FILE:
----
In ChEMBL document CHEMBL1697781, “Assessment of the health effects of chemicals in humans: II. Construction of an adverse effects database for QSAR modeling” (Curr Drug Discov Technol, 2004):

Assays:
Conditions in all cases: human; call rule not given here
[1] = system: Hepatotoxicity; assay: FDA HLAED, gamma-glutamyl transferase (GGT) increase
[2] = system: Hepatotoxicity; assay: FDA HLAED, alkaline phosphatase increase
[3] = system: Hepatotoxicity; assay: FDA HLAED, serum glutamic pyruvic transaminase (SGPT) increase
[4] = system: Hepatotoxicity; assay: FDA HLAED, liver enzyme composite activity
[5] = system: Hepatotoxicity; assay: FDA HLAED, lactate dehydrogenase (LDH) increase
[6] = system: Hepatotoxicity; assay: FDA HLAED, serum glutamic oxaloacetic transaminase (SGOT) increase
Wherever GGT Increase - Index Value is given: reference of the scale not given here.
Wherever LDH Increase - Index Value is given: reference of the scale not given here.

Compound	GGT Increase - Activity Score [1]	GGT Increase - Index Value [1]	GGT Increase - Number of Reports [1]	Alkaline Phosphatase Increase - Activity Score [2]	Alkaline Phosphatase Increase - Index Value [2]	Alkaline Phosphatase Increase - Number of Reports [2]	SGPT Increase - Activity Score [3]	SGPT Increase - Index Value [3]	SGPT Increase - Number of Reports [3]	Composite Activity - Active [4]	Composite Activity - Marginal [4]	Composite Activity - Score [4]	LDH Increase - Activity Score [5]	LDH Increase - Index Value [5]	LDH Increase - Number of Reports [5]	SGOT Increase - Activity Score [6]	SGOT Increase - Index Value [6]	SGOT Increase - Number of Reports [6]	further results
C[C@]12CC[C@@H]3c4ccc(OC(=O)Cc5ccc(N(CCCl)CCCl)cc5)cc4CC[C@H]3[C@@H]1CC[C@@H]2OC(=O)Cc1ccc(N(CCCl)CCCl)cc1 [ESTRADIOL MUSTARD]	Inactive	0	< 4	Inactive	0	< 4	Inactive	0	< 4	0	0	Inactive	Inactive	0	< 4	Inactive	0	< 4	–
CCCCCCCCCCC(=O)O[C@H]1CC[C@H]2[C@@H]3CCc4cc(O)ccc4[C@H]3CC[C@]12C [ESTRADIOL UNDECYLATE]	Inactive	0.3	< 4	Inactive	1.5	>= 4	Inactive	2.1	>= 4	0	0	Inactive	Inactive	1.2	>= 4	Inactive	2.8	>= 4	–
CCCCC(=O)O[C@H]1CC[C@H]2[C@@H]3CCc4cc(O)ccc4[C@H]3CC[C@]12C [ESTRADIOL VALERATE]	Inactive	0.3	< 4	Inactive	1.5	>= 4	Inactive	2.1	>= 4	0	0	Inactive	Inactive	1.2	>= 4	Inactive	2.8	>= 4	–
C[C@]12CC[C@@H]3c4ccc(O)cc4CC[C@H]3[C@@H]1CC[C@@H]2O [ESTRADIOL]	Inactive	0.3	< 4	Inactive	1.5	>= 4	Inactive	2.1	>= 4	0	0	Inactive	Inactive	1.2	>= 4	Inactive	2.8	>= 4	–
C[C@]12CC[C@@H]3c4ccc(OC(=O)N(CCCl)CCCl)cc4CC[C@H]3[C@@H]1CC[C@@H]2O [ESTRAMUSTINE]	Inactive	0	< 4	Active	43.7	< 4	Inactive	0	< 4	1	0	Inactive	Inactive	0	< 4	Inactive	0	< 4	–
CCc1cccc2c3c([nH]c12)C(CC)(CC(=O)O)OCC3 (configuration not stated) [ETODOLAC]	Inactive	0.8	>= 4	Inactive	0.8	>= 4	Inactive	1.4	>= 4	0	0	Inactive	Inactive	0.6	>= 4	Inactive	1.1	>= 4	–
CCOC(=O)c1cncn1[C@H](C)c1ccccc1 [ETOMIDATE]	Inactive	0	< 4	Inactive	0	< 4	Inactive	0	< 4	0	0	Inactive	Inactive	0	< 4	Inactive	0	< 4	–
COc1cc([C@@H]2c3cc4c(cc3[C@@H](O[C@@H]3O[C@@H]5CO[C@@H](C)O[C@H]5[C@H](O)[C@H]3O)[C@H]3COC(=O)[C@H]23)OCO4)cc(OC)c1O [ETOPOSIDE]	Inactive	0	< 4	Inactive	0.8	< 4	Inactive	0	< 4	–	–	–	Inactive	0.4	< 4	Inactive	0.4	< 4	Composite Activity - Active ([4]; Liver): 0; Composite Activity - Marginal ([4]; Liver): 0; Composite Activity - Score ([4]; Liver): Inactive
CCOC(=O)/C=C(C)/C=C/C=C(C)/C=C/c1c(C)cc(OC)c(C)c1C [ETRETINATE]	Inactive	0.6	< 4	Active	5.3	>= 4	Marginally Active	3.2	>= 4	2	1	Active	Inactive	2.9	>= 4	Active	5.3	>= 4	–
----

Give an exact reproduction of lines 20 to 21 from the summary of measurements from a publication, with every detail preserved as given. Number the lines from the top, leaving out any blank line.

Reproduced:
COc1cc([C@@H]2c3cc4c(cc3[C@@H](O[C@@H]3O[C@@H]5CO[C@@H](C)O[C@H]5[C@H](O)[C@H]3O)[C@H]3COC(=O)[C@H]23)OCO4)cc(OC)c1O [ETOPOSIDE]	Inactive	0	< 4	Inactive	0.8	< 4	Inactive	0	< 4	–	–	–	Inactive	0.4	< 4	Inactive	0.4	< 4	Composite Activity - Active ([4]; Liver): 0; Composite Activity - Marginal ([4]; Liver): 0; Composite Activity - Score ([4]; Liver): Inactive
CCOC(=O)/C=C(C)/C=C/C=C(C)/C=C/c1c(C)cc(OC)c(C)c1C [ETRETINATE]	Inactive	0.6	< 4	Active	5.3	>= 4	Marginally Active	3.2	>= 4	2	1	Active	Inactive	2.9	>= 4	Active	5.3	>= 4	–